One of the priorities of a rental property owner is to maximize revenue (rental income) while at the same time minimizing costs and protecting personal assets. Creating a limited liability company (LLC) offers several benefits regarding tax, legal, and management issues.
According to the Internal Revenue Service (IRS), a Limited Liability Company is a popular business structure because it blends the benefits of starting a corporation and a partnership.
LLC laws differ among the 50 states, meaning you must understand state-specific statutes when forming and running an LLC.
Let's review the benefits of creating an LLC for rental properties.
If you form an LLC for your business, you must file a tax return as a partnership, a corporation, or the sole proprietor of your business. The greatest tax advantage of forming an LLC refers to a legal concept called pass-through taxation. If you are the sole owner of a business, you should want to be taxed as a sole proprietor because any income and capital gains that are generated “pass through” the business directly to you as an individual taxpayer. You should have separate bank accounts for your business and personal finances.
An LLC allows you to avoid double taxation on business income and the capital gains earned from the appreciation of your business. A single-owner LLC can also deduct mortgage interest similar to that of a sole proprietor. However, taxes and mortgage interest deductions become more complex for multi-owner LLCs compared to single-member LLCs.
Excluding your rental business financial records from your personal expense and financial records allows rental property owners to stay better organized when it comes to managing their businesses. You have the legal power to establish a separate bank account for your LLC apart from your personal bank accounts. The LLC bank account facilitates every rental transaction and pays every expense that is related to running your rental property business. Having separate bank accounts reinforces the separation between your business and yourself which can help protect your personal property from litigation in the future. Although you can create an LLC bank account on your own, you should consider working with a lawyer to take advantage of all tax breaks and business asset protection.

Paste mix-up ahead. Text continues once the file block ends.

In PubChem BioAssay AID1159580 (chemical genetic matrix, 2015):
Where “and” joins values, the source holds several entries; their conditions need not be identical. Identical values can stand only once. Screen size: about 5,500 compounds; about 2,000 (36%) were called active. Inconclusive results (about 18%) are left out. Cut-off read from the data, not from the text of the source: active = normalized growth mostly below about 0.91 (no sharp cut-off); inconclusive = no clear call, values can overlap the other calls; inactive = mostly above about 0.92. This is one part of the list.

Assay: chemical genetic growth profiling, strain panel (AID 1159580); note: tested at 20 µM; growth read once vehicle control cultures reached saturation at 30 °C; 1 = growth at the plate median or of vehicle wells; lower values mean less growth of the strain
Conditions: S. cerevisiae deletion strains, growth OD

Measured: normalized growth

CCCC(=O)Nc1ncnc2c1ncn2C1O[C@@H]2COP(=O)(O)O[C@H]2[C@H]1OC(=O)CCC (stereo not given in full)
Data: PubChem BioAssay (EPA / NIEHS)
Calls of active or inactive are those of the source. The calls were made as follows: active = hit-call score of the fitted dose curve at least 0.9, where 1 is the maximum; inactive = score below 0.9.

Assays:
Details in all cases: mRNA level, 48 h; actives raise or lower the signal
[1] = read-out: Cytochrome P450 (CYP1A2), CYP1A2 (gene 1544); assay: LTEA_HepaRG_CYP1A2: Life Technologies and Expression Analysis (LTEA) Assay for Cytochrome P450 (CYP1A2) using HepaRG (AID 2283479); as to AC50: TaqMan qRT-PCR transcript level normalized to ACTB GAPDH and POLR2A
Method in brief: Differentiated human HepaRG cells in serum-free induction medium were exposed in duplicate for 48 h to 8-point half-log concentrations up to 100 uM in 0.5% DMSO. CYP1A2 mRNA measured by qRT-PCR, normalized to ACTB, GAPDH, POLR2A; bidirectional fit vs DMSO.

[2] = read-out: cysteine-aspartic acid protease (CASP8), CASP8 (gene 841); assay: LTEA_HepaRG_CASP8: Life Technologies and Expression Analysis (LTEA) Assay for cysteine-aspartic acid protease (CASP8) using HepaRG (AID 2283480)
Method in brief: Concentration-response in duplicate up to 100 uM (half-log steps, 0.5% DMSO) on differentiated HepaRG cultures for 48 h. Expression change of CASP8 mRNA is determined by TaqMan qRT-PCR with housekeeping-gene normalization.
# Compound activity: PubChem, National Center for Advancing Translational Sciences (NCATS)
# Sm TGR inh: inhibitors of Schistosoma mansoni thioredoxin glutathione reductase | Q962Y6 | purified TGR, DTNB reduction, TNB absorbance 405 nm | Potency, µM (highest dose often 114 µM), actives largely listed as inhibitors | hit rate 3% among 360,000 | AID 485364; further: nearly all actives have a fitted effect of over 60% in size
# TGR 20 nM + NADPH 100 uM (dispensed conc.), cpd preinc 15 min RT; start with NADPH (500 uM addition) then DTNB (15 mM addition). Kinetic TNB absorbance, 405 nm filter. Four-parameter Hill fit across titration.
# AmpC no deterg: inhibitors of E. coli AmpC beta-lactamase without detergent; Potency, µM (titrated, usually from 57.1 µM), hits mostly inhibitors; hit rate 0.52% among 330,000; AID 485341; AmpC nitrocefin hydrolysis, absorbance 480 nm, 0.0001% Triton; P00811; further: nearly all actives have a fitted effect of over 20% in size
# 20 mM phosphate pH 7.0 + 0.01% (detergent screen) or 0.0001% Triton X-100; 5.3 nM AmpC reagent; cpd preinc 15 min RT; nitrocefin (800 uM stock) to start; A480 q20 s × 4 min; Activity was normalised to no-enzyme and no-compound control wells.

Another significant advantage to forming an LLC for a rental property business is that an LLC limits your personal liability and offers legal protection of your personal property. This is especially true for owners that manage multiple real estate properties.
Each rental investment property should form an LLC to prevent the assets of other properties from coming under legal scrutiny caused by legal action, such as the filing of a lawsuit against another property. If one property gets sued, only that property is legally liable to pay monetary damages. You can consider the forming of an LLC as a way to protect your personal assets. If someone slips and falls while on your rental property, only the assets listed in the LLC can be liquidated to pay monetary damages.
Timing is Important
Should you form an LLC before or after you purchase a rental property? Although you can form an LLC at any time, the best option is to create an LLC before you buy a rental property. Forming an LLC before the completion of your purchase transaction helps you avoid several issues and will best protect your personal property.
- Paying new taxes that include a Property Title Transfer Tax
- Telling the mortgage holder that you plan to transfer the title to the LLC
- A mortgage lender might close the loan, which can increase closing costs and the interest rate on a new loan
- Notifying every tenant about the transfer of the property to the newly formed LLC
Working with a lawyer specializing in handling rental property transactions can help property owners make all the right decisions when it comes to forming and running their LLCs. Connect with us today to discuss how an LLC for your rental property can offer you peace of mind, protection of your personal assets, tax benefits, and more.